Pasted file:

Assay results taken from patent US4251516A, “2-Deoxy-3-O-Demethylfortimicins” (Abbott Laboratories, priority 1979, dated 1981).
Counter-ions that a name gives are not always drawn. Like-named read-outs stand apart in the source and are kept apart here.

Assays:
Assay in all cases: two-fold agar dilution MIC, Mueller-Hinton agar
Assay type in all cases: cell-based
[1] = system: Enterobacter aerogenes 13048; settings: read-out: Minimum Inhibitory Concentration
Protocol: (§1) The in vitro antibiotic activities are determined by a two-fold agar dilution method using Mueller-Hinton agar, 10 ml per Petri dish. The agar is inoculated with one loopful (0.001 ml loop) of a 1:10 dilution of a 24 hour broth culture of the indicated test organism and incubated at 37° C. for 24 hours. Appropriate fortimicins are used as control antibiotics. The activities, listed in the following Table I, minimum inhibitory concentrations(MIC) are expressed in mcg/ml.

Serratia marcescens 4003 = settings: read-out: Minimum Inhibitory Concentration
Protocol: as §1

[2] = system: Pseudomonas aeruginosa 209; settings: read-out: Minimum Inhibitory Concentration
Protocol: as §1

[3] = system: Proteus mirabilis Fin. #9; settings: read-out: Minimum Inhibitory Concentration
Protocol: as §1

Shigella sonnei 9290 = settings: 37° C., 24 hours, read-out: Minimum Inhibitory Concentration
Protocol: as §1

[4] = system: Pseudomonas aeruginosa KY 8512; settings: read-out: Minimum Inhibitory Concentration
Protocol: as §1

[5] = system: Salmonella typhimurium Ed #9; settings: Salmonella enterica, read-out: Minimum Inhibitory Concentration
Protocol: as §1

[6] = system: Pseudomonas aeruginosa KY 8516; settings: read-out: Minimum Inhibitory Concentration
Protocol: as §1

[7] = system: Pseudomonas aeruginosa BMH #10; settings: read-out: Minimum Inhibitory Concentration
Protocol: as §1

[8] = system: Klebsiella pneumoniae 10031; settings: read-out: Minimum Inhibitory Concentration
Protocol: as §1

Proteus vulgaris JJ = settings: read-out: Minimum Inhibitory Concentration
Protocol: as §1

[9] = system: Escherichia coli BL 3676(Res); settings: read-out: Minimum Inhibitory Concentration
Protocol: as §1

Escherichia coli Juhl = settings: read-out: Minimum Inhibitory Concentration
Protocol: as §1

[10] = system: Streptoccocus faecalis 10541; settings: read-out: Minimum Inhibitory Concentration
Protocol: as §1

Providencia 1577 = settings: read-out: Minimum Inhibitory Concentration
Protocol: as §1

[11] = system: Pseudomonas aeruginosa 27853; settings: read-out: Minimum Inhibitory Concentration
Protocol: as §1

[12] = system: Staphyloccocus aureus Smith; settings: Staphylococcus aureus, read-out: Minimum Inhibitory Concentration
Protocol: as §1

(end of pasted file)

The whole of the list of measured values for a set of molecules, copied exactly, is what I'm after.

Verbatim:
Assay results taken from patent US4251516A, “2-Deoxy-3-O-Demethylfortimicins” (Abbott Laboratories, priority 1979, dated 1981).
Counter-ions that a name gives are not always drawn. Like-named read-outs stand apart in the source and are kept apart here.

Assays:
Assay in all cases: two-fold agar dilution MIC, Mueller-Hinton agar
Assay type in all cases: cell-based
[1] = system: Enterobacter aerogenes 13048; settings: read-out: Minimum Inhibitory Concentration
Protocol: (§1) The in vitro antibiotic activities are determined by a two-fold agar dilution method using Mueller-Hinton agar, 10 ml per Petri dish. The agar is inoculated with one loopful (0.001 ml loop) of a 1:10 dilution of a 24 hour broth culture of the indicated test organism and incubated at 37° C. for 24 hours. Appropriate fortimicins are used as control antibiotics. The activities, listed in the following Table I, minimum inhibitory concentrations(MIC) are expressed in mcg/ml.

Serratia marcescens 4003 = settings: read-out: Minimum Inhibitory Concentration
Protocol: as §1

[2] = system: Pseudomonas aeruginosa 209; settings: read-out: Minimum Inhibitory Concentration
Protocol: as §1

[3] = system: Proteus mirabilis Fin. #9; settings: read-out: Minimum Inhibitory Concentration
Protocol: as §1

Shigella sonnei 9290 = settings: 37° C., 24 hours, read-out: Minimum Inhibitory Concentration
Protocol: as §1

[4] = system: Pseudomonas aeruginosa KY 8512; settings: read-out: Minimum Inhibitory Concentration
Protocol: as §1

[5] = system: Salmonella typhimurium Ed #9; settings: Salmonella enterica, read-out: Minimum Inhibitory Concentration
Protocol: as §1

[6] = system: Pseudomonas aeruginosa KY 8516; settings: read-out: Minimum Inhibitory Concentration
Protocol: as §1

[7] = system: Pseudomonas aeruginosa BMH #10; settings: read-out: Minimum Inhibitory Concentration
Protocol: as §1

[8] = system: Klebsiella pneumoniae 10031; settings: read-out: Minimum Inhibitory Concentration
Protocol: as §1

Proteus vulgaris JJ = settings: read-out: Minimum Inhibitory Concentration
Protocol: as §1

[9] = system: Escherichia coli BL 3676(Res); settings: read-out: Minimum Inhibitory Concentration
Protocol: as §1

Escherichia coli Juhl = settings: read-out: Minimum Inhibitory Concentration
Protocol: as §1

[10] = system: Streptoccocus faecalis 10541; settings: read-out: Minimum Inhibitory Concentration
Protocol: as §1

Providencia 1577 = settings: read-out: Minimum Inhibitory Concentration
Protocol: as §1

[11] = system: Pseudomonas aeruginosa 27853; settings: read-out: Minimum Inhibitory Concentration
Protocol: as §1

[12] = system: Staphyloccocus aureus Smith; settings: Staphylococcus aureus, read-out: Minimum Inhibitory Concentration
Protocol: as §1